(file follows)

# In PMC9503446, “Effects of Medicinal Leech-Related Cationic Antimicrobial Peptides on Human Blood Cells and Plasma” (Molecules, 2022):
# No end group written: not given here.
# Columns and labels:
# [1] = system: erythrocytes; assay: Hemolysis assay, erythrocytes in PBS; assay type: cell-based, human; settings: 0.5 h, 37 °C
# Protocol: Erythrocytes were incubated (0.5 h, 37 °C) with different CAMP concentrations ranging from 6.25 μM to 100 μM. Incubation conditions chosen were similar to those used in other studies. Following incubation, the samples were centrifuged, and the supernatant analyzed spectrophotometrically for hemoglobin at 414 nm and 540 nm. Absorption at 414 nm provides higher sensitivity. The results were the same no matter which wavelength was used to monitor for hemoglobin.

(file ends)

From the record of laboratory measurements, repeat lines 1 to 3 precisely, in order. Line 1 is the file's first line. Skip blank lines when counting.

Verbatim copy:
# In PMC9503446, “Effects of Medicinal Leech-Related Cationic Antimicrobial Peptides on Human Blood Cells and Plasma” (Molecules, 2022):
# No end group written: not given here.
# Columns and labels: